This year we launched the new single honours BA Literature and Film Studies. The single honours bit is important. In a joint honours with a name like this, generally students could expect to take a couple of modules in the English department and a couple in the Film Studies department each year, with the relationships between literature and film largely unexplored (beyond, perhaps, a module on adaptation). So we set out to do something rather different – to continue to recognise medium-specificities and disciplinary knowledges/practices/skills, but also to bring them together. Various practicalities (staff specialisms and availability, institutional structures, etc) shaped the form this has taken. Basically, each year, students on the degree take one literary studies module, one film studies module, and two modules organised around a particular set of ideas that study both film and literature together; and none of these are shared with other programmes.
In the first year, one of the ‘combined’ modules looks at issues of cultural value and the other one – my one – is about representations of the city in fiction and film. Each week we have a two-hour screening slot, and a three-hour session which combines lecture and seminar activities in various mixes.
I will try to find time each week to blog about what we have been up to.
The first week of a module with new students always has particular tensions between:
1) all the institutional and organisational information that at least needs to be said aloud;
3) encouraging students to start talking to each other and with the whole group;
and 4) actually studying something together
Fortunately, we were able to keep the first intake onto the degree quite small, and the students have already had induction sessions and a class together, so 2) could at least be folded into 3) and 4). Bureaucracies, however, tend to proliferate the items for 1) and drop them in the programme leader’s lap – in this instance, mine. Fortunately, I have great colleagues and we were able to share that load out a bit across the modules. Otherwise we might never have got to 4).
And at least everyone now knows what to do in case of fires or medical emergencies…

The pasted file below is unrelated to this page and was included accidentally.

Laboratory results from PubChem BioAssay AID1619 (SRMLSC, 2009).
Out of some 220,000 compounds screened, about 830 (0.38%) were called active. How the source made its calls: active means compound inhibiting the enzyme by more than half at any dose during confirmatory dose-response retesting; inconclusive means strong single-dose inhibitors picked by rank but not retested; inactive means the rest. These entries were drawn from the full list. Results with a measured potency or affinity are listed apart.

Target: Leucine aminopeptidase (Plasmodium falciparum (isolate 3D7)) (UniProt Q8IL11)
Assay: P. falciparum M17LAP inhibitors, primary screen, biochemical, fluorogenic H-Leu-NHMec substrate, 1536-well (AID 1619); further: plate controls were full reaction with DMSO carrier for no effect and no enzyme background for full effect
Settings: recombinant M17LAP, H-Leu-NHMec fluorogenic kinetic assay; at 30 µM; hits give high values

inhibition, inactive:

There is a further tension between introducing the module as a whole and meaningfully studying something quite specific that week.
In preparation for class, we read China Miéville’s London’s Overthrow and watched The Long Good Friday (Mackenzie 1981).
We began with some general questions:
- How are cities defined?
- How do cities differ from towns?
- What are the relationships between the city and the country? Between the city and the conurbation or megalopolis? Between ‘the city’ and actual cities?
- Is the city merely a physical, architectural phenomenon?
- How are cities experienced and imagined?
Which inevitably lead to our first run-in with that student-frustrating formula: there is no definitive answer.
Louis Wirth in the 1930s defined cities in terms of permanence, large population, high population density and social heterogeneity. The UN seems to be moving away from thinking in terms of cities to mapping space in terms of intensive urban agglomerations and extensive metropolition regions. In the UK, unless you happen to have an Anglican diocesan cathedral, city status is awarded by the monarch – usually after some kind of competition tied to a celebration of the monarchy, such as a jubilee or royal wedding.
Probably the most useful definition in terms of the coming weeks is Richard Sennett’s self-consciously ‘simple’ attempt from 1977: ‘a city is a human settlement where strangers are likely to meet’. Which we unpicked for a while.